Ranking the MLB Ballparks (Part 3)

Next up in my series ranking the Major League ballparks, I look at numbers 20-16.  Certainly this is where the rankings become more difficult as there are so many parks which are similar.

#20 Chase Field (Phoenix, AZ; 2 games attended) – Despite appearing more like a hangar than a ballpark from the exterior, Chase Field is actually a pleasant place to see a game, especially if you are lucky enough to hit one with the roof off.  Both games I saw were with the roof off and it actually feels like an outdoor ballpark, unlike Miller Park.  Other than the swimming pool in the outfield, there is little unique about Chase Field.  But sightlines are good, the concessions are great, and the prices are actually pretty reasonable for an MLB game.  I didn’t care for the minor league atmosphere, but overall I enjoyed my visits to the “ballpark in the desert”.

#19 Yankee Stadium (Bronx, NY; 12 games attended) – For how much was spent on this ballpark (over $1.5 billion), my expectations were very high for the new Yankee Stadium.  But it seems that most of the money was spent on aspects of the ballpark which the average will never be able to see or enjoy.  The park still feels a bit sterile (though they have improved that some since 2009), but overall it is an improvement over the old Yankee Stadium.  It definitely feels like the home of the Yankees as they brought over Monument Park and included a Yankees museum.  I just wish they had added more unique touches as it feels a bit boring to me.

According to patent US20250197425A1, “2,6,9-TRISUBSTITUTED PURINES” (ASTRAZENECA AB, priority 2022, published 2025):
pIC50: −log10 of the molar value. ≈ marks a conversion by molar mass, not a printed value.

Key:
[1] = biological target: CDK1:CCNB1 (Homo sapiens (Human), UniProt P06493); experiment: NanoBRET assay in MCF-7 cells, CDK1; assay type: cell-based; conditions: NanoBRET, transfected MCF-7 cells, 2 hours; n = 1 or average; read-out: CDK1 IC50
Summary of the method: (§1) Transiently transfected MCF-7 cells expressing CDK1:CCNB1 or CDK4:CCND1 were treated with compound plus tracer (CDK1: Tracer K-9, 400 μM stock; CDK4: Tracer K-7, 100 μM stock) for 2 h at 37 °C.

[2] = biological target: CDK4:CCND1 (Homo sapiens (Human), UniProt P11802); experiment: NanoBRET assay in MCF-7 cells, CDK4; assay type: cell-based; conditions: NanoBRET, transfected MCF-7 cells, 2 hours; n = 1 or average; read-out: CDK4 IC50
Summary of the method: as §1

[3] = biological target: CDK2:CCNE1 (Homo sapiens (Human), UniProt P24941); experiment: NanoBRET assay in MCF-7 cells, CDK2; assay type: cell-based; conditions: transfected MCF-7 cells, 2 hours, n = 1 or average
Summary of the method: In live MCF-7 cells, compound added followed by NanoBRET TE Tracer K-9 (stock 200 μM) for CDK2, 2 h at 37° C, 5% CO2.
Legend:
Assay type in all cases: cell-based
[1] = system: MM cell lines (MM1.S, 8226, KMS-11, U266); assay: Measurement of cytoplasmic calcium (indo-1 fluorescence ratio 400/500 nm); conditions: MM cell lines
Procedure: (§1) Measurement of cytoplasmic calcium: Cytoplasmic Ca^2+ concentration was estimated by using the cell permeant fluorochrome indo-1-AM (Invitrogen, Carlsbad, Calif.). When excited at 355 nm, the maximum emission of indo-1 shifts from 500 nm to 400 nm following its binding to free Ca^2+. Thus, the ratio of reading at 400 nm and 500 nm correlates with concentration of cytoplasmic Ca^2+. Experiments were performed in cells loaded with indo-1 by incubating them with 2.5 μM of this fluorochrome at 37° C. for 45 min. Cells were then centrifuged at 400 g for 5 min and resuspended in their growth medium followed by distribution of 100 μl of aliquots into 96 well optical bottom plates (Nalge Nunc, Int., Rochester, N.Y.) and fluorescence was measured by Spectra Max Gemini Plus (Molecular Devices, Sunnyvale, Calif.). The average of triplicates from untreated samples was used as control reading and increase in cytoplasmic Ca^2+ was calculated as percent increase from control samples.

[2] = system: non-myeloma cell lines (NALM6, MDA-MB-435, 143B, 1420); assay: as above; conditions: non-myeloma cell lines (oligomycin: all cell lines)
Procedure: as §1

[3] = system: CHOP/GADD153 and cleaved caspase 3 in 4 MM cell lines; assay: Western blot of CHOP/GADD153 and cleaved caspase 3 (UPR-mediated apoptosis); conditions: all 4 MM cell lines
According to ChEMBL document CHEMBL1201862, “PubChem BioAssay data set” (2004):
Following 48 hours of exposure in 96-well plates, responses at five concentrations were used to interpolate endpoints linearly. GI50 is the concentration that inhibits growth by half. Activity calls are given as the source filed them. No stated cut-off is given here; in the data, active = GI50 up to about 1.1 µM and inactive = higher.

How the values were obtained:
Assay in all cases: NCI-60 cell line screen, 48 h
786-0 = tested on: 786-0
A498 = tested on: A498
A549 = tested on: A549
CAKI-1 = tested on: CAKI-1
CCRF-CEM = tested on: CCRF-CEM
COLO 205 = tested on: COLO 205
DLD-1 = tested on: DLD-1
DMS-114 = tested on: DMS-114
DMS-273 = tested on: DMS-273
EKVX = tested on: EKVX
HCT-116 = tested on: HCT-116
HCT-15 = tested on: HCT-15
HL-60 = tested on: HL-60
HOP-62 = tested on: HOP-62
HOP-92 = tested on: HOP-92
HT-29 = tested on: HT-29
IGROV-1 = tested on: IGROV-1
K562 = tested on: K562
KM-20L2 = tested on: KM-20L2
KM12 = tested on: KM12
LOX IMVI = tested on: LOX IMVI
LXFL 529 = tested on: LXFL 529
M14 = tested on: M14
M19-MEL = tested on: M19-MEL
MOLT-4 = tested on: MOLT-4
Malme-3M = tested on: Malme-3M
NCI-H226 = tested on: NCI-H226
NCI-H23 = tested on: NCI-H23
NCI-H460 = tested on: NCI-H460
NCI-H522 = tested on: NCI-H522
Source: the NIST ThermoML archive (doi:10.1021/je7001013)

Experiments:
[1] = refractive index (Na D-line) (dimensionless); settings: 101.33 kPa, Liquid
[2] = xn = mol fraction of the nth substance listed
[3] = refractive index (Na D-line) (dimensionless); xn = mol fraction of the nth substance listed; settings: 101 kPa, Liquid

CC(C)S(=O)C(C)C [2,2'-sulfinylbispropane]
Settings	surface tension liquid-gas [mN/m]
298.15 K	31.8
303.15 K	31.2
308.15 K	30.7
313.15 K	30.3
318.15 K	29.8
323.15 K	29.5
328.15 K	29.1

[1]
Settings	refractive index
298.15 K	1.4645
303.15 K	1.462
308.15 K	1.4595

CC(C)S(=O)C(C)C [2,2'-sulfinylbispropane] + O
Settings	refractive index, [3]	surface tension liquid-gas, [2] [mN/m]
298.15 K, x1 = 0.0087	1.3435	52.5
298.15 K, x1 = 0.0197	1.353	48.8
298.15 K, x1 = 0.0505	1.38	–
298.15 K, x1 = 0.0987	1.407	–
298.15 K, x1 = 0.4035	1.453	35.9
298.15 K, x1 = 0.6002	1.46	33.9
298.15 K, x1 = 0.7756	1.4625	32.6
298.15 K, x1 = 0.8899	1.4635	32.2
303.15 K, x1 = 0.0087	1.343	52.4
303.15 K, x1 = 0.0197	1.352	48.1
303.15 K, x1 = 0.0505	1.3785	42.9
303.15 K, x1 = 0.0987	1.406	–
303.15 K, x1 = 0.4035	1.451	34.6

#18 Great American Ballpark (Cincinnati, OH; 1 game attended) -  Having visited GAB in its inaugural season (2003), they were still in the process of cleaning up the remains of Riverfront Stadium and the Reds Hall of Fame was not yet built.  So I probably need to make another visit to give it a fair assessment.  The setting at GAB is probably the best aspect – sitting in the upper deck, you will get a great view of the river and the boats which frequently go by.  I also love that they installed red seats instead of the normal green or blue seats.  It is possible that GAB may jump up slightly higher in my rankings after I make a return visit.

#17 Citi Field (Flushing, NY; 4 games attended) – One of my big complaints about Citi Field after visiting for the first time in 2009 was that it didn’t feel enough like the home of the Mets.  Fortunately, they have mostly fixed that problem by adding more Mets history and painting the outfield wall blue.  Though I wish the entrance rotunda had more of a Mets feel rather than just celebrating Jackie Robinson.  Also, I could do without the large kid’s area in centerfield.  But overall this is a fine ballpark as it has all the amenities that fans have come to expect of the new venues.

#16 Busch Stadium (St. Louis, MO; 2 games attended) – For me, Busch Stadium is a mixed bag.  On the positive side, the atmosphere is great and the setting is wonderful as the city skyline and arch provide the backdrop.  But on the negative side, the architects really screwed up by not having the concourses open to the field like almost every other new park does.  Also, the Cardinals have done a lousy job of showcasing the team’s history inside the park.  Even the statues of Cardinal greats on the exterior are a bit bizarre as they aren’t life size.  The Cardinal fans are really what help bump the park up this high – outside of Boston and New York, there are no fans more passionate.  Fortunately, here they are much more respectful.

Next up we’ll dive into the top half of my ballpark rankings.  I’m sure there are folks who are surprised at some of the ballparks which have not popped up yet.  Thanks again for reading !


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